Two Critically Endangered Endemics


Two really bad photos this time. The Dove was hard to get because of the auto-focus on the digital. Both shots are good enough for id. The latest information I could find said population could be under 100 but there could be up to 200. Quite a span. Hook-billed kites are listed as 50 to 75 individuals. The Hook-billed I am talking about is the Grenadian race.
May 18, 2009
I went back to Mr. Hartman a third time and was lucky to see the Grenada Dove and a Hook-billed Kite. It’s a bit hard to get around without a car and getting to the site I want often presents a challenge. I finally figured out the bus thing and was able to ride all the way to the entrance of the sanctuary area. I went in the late afternoon thinking I would be well placed by evening.
I walked to the place my husband and I heard them two days before but heard only Zenaida Doves. The road went on from there and I followed it to a narrow trail that cut off to the left. I walked quietly and kept an ear out while I scanned the ground and occasionally looked up for a Hook-billed Kite which I had read could also be seen in area. I walked until I thought I might be getting into the area that required a guide. (My first visit to the area took in the visitors center and I was told I needed to be escorted on the trail.) I thought I should turn around and head back to the dirt road that went to Woburn Bay. I stopped in a small shady spot and looked up to see a raptor glide behind a distant hill. D**m! Missed it. I continued walking and searching the ground, but now and then I would scan the sky above the hill. On my third scan I saw an unusual bump in a tree near the crest of the hill and I focused on it. It was too distant for features but I knew it was a raptor. I tried to get closer but no road or trail led that way.
I decided to head back to the mangrove area. Maybe I could get lucky at the base of the hill where a local had told me the dove lived. The trail through the mangroves was blocked for me because the Wilson’s Plovers had little peeps now and I inadvertently caused them to split up while the parents called and tried to lure me away. I backed up and left the way I came. Hopefully they regrouped quickly. The chicks were so tiny and cute.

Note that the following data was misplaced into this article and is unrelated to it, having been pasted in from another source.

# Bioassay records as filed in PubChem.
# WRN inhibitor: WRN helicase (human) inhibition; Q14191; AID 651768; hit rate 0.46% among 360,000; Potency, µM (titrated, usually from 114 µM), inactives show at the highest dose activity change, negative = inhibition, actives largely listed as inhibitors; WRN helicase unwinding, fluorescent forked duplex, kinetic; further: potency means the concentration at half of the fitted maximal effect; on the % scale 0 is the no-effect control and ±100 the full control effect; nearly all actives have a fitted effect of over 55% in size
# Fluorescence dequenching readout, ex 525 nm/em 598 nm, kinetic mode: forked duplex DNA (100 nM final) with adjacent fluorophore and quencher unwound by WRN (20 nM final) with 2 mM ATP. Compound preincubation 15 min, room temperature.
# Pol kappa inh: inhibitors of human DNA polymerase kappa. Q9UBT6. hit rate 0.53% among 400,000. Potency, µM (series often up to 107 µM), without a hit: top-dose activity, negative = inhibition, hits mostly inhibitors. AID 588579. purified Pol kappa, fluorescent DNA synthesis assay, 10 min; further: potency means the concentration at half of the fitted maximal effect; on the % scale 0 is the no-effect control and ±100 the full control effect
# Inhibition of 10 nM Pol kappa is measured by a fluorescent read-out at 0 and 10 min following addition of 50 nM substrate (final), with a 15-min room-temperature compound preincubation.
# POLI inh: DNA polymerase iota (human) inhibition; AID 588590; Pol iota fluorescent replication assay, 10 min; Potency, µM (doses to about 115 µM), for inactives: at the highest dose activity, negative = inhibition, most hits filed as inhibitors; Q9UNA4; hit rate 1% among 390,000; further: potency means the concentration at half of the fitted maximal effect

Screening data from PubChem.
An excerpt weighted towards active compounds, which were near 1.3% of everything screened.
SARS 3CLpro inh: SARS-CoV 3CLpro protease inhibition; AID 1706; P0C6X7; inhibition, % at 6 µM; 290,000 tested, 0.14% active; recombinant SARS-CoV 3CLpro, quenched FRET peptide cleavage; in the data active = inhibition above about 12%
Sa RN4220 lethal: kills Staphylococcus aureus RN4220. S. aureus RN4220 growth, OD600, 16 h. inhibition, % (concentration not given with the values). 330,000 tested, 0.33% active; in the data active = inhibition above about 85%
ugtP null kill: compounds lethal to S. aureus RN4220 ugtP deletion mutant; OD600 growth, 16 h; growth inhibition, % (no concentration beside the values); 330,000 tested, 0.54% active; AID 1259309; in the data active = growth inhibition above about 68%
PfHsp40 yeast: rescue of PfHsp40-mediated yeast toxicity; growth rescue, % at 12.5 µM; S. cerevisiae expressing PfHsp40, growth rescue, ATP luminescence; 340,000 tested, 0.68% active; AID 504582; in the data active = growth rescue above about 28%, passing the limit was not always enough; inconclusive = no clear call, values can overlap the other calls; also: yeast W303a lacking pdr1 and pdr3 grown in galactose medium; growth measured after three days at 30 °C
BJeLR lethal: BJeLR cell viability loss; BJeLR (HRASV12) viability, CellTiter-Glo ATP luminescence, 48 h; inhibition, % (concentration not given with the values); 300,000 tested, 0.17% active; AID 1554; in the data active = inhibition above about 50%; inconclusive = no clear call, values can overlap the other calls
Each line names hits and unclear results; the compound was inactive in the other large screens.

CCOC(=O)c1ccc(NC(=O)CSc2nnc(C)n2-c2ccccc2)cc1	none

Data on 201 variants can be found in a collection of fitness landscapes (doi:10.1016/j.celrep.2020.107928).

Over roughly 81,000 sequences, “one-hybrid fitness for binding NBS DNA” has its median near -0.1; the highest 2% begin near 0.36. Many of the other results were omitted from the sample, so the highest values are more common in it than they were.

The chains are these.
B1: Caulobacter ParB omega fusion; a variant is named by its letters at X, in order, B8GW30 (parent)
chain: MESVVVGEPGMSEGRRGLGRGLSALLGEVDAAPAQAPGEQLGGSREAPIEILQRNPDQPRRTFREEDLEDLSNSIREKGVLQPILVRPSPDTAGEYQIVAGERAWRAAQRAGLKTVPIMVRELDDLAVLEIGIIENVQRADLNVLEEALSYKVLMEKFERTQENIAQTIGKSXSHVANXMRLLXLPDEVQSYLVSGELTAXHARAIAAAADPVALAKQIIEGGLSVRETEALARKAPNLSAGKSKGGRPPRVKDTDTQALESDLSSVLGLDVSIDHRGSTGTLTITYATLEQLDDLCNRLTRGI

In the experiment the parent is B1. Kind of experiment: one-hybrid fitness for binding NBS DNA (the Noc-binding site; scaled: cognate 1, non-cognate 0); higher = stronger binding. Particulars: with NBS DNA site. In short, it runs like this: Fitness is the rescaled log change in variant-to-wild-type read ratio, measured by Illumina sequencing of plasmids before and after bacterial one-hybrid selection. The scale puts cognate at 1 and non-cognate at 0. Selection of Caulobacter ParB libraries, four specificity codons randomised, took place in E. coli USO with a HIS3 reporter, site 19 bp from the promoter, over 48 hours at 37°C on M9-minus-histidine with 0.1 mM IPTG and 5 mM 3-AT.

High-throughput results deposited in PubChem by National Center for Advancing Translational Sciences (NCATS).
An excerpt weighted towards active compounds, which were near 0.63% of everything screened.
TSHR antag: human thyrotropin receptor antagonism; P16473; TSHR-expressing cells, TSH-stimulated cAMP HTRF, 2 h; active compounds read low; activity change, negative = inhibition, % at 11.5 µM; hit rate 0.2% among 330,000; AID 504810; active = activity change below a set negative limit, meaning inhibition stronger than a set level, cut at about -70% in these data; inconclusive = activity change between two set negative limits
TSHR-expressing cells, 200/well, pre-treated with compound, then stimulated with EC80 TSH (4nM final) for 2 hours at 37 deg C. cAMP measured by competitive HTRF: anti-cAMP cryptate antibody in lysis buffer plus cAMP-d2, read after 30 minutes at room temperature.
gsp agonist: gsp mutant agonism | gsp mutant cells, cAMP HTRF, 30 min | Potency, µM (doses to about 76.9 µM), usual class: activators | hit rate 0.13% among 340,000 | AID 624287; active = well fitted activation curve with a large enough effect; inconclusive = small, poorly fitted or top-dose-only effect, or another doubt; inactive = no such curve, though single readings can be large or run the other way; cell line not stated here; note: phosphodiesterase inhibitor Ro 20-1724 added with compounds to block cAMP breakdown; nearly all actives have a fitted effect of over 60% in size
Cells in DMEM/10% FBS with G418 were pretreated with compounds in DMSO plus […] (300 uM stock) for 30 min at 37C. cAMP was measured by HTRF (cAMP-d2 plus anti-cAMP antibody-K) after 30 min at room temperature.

I started on the road out of the park knowing this would be the last trip to the sanctuary. The sun was very low now and I searched the ground for the doves. Evening was supposed to be good. There! Movement on the ground about twenty-five feet in from the road. I got my bins up and focused and then dropped them to wait for movement. A dove! I had the bins on it and the first thing I noticed was no spots. It was a large dove with its back to me. I knew what it was and couldn’t believe that I was getting to see it on the last stretch of my last visit. It turned and I got excellent views of a Grenada Dove; I had suffered a bit for this one. The one was actually two. I had my binoculars up and down while I watched the pair slowly wander to and fro. They never made a sound. I watched them for about fifteen minutes and thought I should head off before it got dark. I couldn’t be sure I’d get a bus right away. I started up the road and glanced up to see a soaring raptor. My first thought was another Broad-winged Hawk. Wait! No! A Kite! I tried to relax and have good views before he took off but the damn sweat-wasp things were landing on me and a large swarm began to gather. I took out my OFF and sprayed at them while I coated my arms and hands. By the time I could look again, the Kite was gone. No matter, I saw it well enough for a positive ID and a short thrill. Rather be lucky than good any day.
I got out onto the paved road and started walking. It wasn’t long before I heard a bus honk from behind. I turned and nodded at the driver and he pulled over. It was the same driver who took me up. His assistant asked, “Well, did you see the Dove?”
Hook-billed Kite, Genadian mirus race.

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